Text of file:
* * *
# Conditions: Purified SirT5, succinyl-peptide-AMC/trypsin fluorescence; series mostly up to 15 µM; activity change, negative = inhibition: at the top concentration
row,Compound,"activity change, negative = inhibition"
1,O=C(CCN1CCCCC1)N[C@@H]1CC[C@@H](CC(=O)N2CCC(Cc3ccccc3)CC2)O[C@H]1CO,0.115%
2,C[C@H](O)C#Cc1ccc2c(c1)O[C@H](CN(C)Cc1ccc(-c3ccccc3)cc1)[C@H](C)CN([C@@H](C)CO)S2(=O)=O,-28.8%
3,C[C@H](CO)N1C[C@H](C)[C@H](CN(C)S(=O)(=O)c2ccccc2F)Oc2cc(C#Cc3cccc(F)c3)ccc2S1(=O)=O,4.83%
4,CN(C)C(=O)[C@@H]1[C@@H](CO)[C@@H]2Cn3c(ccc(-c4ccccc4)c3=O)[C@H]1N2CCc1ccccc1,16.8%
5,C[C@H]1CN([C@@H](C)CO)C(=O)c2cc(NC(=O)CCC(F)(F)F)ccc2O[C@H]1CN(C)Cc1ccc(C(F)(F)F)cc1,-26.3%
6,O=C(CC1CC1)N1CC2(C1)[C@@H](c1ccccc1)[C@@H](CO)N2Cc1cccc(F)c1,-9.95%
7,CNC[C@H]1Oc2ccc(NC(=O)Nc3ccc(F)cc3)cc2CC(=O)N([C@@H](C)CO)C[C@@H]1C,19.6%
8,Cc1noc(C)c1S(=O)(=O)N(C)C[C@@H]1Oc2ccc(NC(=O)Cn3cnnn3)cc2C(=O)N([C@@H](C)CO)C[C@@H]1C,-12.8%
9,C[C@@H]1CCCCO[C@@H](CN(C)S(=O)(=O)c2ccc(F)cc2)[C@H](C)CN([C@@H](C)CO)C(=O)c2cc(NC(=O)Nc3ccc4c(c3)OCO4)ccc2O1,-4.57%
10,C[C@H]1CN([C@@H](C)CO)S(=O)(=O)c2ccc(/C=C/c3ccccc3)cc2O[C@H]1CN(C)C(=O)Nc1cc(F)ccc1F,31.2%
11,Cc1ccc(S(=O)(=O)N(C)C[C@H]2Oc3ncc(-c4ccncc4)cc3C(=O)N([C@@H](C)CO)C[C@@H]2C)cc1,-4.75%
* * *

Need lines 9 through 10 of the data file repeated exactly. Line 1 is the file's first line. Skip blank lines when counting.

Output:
7,CNC[C@H]1Oc2ccc(NC(=O)Nc3ccc(F)cc3)cc2CC(=O)N([C@@H](C)CO)C[C@@H]1C,19.6%
8,Cc1noc(C)c1S(=O)(=O)N(C)C[C@@H]1Oc2ccc(NC(=O)Cn3cnnn3)cc2C(=O)N([C@@H](C)CO)C[C@@H]1C,-12.8%